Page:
- Age Range: 6 and up
- Grade Level: 1 and up
- Lexile Measure: 660 (What's this?)
- Series: Wordsworth Classics
- Paperback: 192 pages
- Publisher: Wordsworth Editions Ltd (April 1, 1998)
- Language: English
- ISBN-10: 1853260177
- ISBN-13: 978-1853260179
- Product Dimensions: 4.9 x 0.5 x 7.7 inches
- Shipping Weight: 2.1 ounces (View shipping rates and policies)
- Average Customer Review: 966 customer reviews
- Amazon Best Sellers Rank: #40,512 in Books (See Top 100 in Books)
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Wind in the Willows (Wordsworth Classics)
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Inspired by correspondence from Wind in the Willow's author Kenneth Grahame to his young son, award-winning illustrator Michael Foreman took up paint and brush to follow Mole, Ratty, Mr. Badger, and Toad through another edition of this well-loved kids classic.
Grahame's time-honored story, an adventure-filled idyll that meanders across a lovingly described English countryside, cemented its status as a masterpiece generations ago. But this newest edition adds some noteworthy extras: the unabridged text includes two chapters that don't appear in some modern versions ("The Pipers at the Gates of Dawn" and "Wayfarers All"), and the book closes with reproductions of two of Grahame's actual letters to his son Alistair ("My darling Mouse") in 1907, written on ornate, old-timey stationery from two Cornwall hotels and recounting one of Toad's first adventures (which Toad fans will recognize as the train-assisted escape of a certain "washerwoman").
These inclusions alone might merit a new edition, but Foreman's illustrations stand shoulder to shoulder with those of previous Winds artists (among them Ernest Shepard, the original illustrator, and Arthur Rackham, both of whom Foreman modestly stands "in awe" of). The lively, full-color illustrations appear generously throughout the book, as they convincingly capture both the story's small moments (like the washerwoman's weeping, for one) and more explosive events (like the storming of Toad Hall). (All ages) --Paul Hughes --This text refers to an out of print or unavailable edition of this title.
From Publishers Weekly
Mary Jane Begin illustrates the classic story of Mole, Badger, Rat and Toad, The Wind in the Willows by Kenneth Grahame. Each chapter opens with a vignette and includes a full-page painting of a dramatic moment in the proceedings. All ages.
Copyright 2002 Cahners Business Information, Inc. --This text refers to an out of print or unavailable edition of this title.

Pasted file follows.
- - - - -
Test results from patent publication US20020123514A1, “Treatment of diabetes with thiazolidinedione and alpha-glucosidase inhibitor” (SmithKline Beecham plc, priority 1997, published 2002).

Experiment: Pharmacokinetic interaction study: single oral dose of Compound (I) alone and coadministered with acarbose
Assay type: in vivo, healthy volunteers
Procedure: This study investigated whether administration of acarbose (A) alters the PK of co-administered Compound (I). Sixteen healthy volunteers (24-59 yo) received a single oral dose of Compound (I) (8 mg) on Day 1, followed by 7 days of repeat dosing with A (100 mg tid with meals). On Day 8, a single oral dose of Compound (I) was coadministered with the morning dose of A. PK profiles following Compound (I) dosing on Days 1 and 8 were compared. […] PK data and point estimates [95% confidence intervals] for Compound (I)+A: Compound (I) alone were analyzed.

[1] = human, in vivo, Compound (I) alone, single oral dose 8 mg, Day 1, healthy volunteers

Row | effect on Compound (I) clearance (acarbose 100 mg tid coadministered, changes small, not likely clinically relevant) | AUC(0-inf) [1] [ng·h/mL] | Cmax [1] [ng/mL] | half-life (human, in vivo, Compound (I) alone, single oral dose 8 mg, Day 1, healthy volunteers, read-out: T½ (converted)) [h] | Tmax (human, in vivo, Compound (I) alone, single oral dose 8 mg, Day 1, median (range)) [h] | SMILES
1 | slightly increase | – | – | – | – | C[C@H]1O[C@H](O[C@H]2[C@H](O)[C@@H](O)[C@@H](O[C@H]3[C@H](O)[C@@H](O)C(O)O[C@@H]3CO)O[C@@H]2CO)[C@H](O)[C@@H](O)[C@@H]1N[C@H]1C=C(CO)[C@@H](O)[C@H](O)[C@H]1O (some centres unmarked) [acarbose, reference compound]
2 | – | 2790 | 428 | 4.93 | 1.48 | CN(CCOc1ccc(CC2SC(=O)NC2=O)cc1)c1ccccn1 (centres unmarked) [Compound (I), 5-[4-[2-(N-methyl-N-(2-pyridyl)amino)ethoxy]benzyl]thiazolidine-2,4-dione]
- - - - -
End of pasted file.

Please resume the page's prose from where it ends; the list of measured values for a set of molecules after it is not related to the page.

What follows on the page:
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Top customer reviews
First off, Wind in the Willows is a beautifully written tale, as many others here have already told. So well written, it is, that some people believe it shouldn't be illustated at all. However, as an artist, I am not in that camp. I appreciate a person willing to render 2D or 3D life to the written word. What a task!
This is a book which one can pick it up and put it down as one wishes. We sometimes read our favorite bits over and over. Grahame's writing is perfection, and we voice his characters for fun sometimes. There's a silly claymation television series that was done in the 1980s if you want to show the kids the t.v. version after you've read it to them. It was available on Netflix - not sure if it still is.
Also, for 'purists', fyi, this is the book in its unabridged form (the original full length tale).
For those looking for the abridged version, with lovely illustrations, check out the version with Inga Moore as illustrator. Moore has illustrated a version of The Secret Garden which is also lovely.
I would probably have preferred an edition with the illustrations by E.H. Shepard or Arthur Rackham (although the former would be more appropriate for someone who is six. However, neither of those editions was available on Amazon at less than collector's prices.
The most dismaying thing in my search for this book is the number of abridged versions for sale, which I believe to be unconscionable. I can well imagine those sections of the book that a modern editor / publisher might feel "superfluous," particularly for young readers. Well, if someone finds a chapter tedious, skip over it. It's not like that won't be necessary later in life, and with any number of other books.
Re-reading this as an adult, it not only keeps but surpasses its childhood charm. The structure alternates pastoral, contemplative chapters with chapters of action -- essentially, Mole chapters and Toad chapters -- and as a child, I typically skipped to the Toad parts just to read the exciting parts. Now that I've grown up a bit I'm much, much more able to appreciate the simply excellent writing in the contemplative chapters. Toad's saga still retains its charm, but the work as a whole definitely should have a lot of appeal to adult readers.
So, anyway, read this book, or read it again, or both. That said, you probably don't want to read the free Kindle edition. The lack of illustration is common to most kindle editions, and is somewhat forgivable since the text was first published unillustrated; I may be less demanding on that front since I found the illustrations from my childhood edition (Tasha Tudor's) popping back into my head constantly as I re-read the text. For me, this book is always going to be illustrated, no matter the edition.
But the real shame is the lack of the various songs. Normally, again, this might not be a crisis in a kid's book -- most songs in most kid's books, even most classic kid's books, are eminently skippable. Problem is, here they aren't; not just because the songs are well-written and funny, but because some of them are central to the story, and one at least -- "Toad's Last Little Song" -- is the emotional denouement of the entire book.
I'd recommend finding another edition, one with the songs and with good illustrations.